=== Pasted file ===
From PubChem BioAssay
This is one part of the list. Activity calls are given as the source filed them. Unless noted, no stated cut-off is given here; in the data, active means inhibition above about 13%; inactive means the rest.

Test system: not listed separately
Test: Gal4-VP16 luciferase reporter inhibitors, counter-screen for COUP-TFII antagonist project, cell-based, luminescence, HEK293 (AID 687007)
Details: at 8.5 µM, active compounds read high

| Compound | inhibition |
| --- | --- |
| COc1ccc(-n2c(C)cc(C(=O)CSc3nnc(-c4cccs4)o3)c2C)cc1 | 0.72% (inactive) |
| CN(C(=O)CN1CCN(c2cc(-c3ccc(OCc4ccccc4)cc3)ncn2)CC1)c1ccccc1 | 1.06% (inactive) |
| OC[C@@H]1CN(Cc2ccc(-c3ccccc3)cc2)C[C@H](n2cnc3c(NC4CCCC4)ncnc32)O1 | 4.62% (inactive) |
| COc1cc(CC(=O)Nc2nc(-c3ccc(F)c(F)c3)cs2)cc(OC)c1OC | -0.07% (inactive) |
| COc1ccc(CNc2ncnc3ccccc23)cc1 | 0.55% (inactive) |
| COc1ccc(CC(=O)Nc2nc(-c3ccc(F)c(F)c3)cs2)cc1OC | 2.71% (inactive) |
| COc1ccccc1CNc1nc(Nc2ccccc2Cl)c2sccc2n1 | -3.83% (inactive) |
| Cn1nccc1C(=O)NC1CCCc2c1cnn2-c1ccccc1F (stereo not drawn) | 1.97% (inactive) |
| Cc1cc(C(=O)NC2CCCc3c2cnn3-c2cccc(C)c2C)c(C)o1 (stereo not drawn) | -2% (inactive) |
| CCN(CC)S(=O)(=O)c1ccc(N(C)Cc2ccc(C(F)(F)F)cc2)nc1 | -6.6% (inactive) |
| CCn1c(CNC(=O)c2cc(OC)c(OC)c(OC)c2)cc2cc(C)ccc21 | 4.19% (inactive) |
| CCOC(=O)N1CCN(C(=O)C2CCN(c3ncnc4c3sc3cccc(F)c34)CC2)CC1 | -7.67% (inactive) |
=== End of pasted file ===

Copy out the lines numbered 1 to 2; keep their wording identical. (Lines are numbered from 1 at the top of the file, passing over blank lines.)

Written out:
From PubChem BioAssay
This is one part of the list. Activity calls are given as the source filed them. Unless noted, no stated cut-off is given here; in the data, active means inhibition above about 13%; inactive means the rest.